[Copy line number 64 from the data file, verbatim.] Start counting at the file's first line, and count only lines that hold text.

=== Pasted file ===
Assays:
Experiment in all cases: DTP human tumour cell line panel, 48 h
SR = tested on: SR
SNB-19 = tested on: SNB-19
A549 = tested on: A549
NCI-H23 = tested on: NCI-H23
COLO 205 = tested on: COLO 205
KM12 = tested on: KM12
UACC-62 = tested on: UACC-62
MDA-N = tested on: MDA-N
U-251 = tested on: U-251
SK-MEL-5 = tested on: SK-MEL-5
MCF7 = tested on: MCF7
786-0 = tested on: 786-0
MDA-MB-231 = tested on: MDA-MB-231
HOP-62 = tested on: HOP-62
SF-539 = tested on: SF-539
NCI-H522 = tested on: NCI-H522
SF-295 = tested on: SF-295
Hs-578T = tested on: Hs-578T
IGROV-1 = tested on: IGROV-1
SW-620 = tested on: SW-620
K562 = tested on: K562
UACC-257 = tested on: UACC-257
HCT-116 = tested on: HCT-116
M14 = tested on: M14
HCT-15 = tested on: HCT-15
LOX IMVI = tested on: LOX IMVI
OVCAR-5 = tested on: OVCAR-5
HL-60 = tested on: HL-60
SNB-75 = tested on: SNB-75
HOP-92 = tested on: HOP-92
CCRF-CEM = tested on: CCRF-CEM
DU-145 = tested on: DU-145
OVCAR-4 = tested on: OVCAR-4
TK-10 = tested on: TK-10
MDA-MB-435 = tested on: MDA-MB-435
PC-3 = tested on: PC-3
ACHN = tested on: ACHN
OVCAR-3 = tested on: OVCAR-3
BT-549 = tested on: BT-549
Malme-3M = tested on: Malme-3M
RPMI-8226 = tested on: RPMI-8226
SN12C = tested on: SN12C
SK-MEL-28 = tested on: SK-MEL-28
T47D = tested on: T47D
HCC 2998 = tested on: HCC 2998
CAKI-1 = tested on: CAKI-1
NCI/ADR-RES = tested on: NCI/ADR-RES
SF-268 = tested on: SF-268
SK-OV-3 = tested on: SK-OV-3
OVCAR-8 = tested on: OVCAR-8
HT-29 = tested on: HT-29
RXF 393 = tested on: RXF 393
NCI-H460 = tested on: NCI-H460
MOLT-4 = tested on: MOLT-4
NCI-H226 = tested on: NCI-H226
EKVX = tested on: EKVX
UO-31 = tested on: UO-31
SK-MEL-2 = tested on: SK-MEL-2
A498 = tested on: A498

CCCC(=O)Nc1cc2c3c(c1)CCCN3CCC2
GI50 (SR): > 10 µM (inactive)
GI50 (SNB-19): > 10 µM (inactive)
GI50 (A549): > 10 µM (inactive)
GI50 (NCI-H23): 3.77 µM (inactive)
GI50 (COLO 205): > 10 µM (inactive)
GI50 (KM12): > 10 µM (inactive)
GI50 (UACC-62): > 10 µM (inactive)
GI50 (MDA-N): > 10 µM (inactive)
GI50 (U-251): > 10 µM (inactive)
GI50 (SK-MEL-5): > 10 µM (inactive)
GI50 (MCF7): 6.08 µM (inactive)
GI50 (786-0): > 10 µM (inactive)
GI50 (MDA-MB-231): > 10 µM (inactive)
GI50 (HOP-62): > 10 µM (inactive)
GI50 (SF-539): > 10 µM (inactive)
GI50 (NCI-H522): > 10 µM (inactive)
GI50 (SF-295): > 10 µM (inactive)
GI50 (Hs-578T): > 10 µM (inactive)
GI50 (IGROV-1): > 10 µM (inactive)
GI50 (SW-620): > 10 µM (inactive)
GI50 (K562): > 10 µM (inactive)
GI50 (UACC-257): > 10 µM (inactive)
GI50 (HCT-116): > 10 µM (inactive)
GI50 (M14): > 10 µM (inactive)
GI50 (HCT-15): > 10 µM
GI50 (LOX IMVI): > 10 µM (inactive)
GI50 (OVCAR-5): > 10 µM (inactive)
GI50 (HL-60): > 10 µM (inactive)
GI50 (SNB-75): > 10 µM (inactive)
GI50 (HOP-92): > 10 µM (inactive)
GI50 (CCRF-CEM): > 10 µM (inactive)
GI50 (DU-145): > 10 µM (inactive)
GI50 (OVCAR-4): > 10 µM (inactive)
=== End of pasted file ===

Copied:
GI50 (SNB-19): > 10 µM (inactive)